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Israeli Apartheid Structures
Land and Memory: A SORHA in Palestine PDF Print E-mail
Dec 14, 2009 at 12:00 AM

I went to Palestine on a quest for understanding and knowledge; a sorha is what Arabs call such a spiritual journey. After months of enduring illness, surgery and contemplating my death, I recovered and finished a journey that began many years ago when I became aware of the injustice of the occupation and oppression of an indigenous people across the world as I became involved in Palestinian solidarity work. A journey I had dreamed of undertaking for a long time.

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Dismantling the Matrix of Control PDF Print E-mail
Sep 11, 2009 at 12:00 AM
http://www.merip.org/mero/mero091109.html

Middle East Report                                                                                         

September 11, 2009

At this critical juncture, as the two-state solution for the Israeli-Palestinian impasse disappears under the weight of Israeli settlements, there is a great imponderable: Is President Barack Obama genuinely serious about reaching such a solution or is he merely going through the motions familiar from previous administrations? 

Jeff Halper

Jeff Halper’s original article on the “matrix of control” appeared in Middle East Report 216 (Fall 2000).

 

For additional background, see Gary Sussman, “The Challenge to the Two-State Solution,” Middle East Report 231 (Summer 2004).

Almost a decade ago I wrote an article describing Israel’s “matrix of control” over the Occupied Palestinian Territories. It consisted then of three interlocking systems: military administration of much of the West Bank and incessant army and air force intrusions elsewhere; a skein of “facts on the ground,” notably settlements in the West Bank, Gaza and East Jerusalem, but also bypass roads connecting the settlements to Israel proper; and administrative measures like house demolitions and deportations. I argued in 2000 that unless this matrix was dismantled, the occupation would not be ended and a two-state solution could not be achieved. 

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Citizenship law makes Israel an apartheid state PDF Print E-mail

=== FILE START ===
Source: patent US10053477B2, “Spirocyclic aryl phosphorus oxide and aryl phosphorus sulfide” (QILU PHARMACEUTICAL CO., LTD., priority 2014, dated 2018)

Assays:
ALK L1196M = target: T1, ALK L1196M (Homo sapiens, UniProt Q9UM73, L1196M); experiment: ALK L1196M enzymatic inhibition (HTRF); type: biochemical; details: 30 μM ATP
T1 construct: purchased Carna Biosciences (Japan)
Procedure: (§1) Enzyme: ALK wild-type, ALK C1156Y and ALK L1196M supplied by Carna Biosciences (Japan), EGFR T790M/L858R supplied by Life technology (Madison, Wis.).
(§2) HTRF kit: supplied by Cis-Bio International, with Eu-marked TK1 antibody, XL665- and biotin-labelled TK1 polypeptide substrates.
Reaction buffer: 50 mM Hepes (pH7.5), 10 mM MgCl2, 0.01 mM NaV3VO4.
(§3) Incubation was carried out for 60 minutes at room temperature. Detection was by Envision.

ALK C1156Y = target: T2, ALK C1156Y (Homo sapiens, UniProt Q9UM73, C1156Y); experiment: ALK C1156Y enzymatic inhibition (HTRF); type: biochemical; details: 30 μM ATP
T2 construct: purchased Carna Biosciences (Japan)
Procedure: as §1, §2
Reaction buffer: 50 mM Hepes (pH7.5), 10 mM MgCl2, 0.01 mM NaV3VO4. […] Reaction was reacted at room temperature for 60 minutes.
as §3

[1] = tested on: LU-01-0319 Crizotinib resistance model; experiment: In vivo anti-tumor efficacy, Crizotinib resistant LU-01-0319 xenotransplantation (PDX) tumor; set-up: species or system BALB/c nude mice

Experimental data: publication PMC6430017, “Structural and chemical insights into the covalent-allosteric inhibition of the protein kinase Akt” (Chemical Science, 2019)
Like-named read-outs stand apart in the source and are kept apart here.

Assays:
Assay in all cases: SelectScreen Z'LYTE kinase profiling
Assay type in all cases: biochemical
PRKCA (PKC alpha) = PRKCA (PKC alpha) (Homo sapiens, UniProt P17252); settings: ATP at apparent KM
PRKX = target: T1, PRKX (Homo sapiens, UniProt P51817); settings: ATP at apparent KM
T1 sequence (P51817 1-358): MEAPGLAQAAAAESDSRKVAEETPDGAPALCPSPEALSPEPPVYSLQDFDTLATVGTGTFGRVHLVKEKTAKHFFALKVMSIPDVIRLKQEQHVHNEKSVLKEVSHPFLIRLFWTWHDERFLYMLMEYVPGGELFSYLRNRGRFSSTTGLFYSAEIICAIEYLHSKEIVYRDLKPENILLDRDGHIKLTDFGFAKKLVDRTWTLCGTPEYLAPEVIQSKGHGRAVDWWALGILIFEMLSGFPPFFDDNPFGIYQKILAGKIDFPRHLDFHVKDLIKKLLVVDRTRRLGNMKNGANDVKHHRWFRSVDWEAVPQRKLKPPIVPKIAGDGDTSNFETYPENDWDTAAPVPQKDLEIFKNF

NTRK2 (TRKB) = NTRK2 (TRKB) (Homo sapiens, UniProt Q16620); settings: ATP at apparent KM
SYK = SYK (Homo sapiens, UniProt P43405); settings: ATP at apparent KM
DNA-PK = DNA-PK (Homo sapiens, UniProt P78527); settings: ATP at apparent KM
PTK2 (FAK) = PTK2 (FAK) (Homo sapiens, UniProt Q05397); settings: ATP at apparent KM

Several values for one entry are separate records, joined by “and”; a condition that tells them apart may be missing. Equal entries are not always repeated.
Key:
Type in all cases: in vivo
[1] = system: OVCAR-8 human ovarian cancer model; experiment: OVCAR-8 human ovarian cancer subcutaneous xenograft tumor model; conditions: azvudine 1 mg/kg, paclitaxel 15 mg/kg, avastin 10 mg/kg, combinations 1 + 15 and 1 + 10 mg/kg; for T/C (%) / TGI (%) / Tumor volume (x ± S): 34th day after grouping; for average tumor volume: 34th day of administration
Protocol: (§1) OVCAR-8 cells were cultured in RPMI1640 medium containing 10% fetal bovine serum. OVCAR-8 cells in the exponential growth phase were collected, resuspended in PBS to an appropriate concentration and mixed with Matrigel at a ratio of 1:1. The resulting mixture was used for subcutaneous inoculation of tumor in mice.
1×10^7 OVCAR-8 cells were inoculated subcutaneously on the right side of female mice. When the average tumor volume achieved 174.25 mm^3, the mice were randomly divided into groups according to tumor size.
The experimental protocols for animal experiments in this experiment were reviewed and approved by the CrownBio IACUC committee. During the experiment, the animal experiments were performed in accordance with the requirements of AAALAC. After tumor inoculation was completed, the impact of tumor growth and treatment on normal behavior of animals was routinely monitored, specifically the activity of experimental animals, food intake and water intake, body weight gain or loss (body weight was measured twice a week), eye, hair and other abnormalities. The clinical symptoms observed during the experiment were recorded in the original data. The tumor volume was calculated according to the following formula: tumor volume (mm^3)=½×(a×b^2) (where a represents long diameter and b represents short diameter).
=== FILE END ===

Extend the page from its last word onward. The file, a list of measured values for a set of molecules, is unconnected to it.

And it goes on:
Jun 29, 2008 at 12:00 AM
Ha’aretz 29/06/2008
By Amos Schocken

The government’s decision last week to extend the validity of the Citizenship Law (Temporary Order), for another year, is evidence that the legal barriers preventing severe discrimination against Israel’s Arab citizens and harm to their civil rights have been removed.
 
This extension is the eighth since the law was first passed in 2003, and it shows just how naive Justice Edmond Levy&rsquos position was when he refused to join in the 2006 decision by five judges from the High Court of Justice, who stated that the law was unconstitutional, that it contravened the Basic Law on Human Dignity and Freedom, and that it must be removed from the law books. Levy explained his refusal by saying that he saw no need to intervene because only two months remained until the law expired. However, at the end of the two months, the law was extended by a year, and now they want to extend it for yet another year.

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About that Word Apartheid PDF Print E-mail
May 31, 2007 at 12:00 AM

The Link Archives 

Title: About That Word Apartheid
Author: Mahoney, John; Adas, Jane; Norberg, Robert

April - May  2007
Volume 40, Issue 2

President Carter’s latest book, “Palestine: Peace Not Apartheid,” has unleashed–-to use a much over-used phrase--a firestorm of controversy.

To suggest that white, racist South Africa’s treatment of its indigenous inhabitants is in any way similar to Israel’s treatment of its indigenous inhabitants, for some, smacks of anti-Semitism.

And yet, a Google search of “Israel + Apartheid” brings up 5.5 million references. The subject, it seems, is being discussed.

So, to help clarify the relationship between Israel and apartheid South Africa, we have put together a timeline, beginning with June 1917, when Dr. Chaim Weizmann and Gen. Jan Christian Smuts met in London to lobby for their respective causes. Researchers for our article include AMEU directors Jane Adas and Bob Norberg, and myself. A longer version with source references is available on our website: www.ameu.org.—John F. Mahoney, Executive Director, April, 2007.

Contents

Barenboim criticizes Israel after musician blocked from Gaza PDF Print E-mail
Dec 17, 2007 at 12:00 AM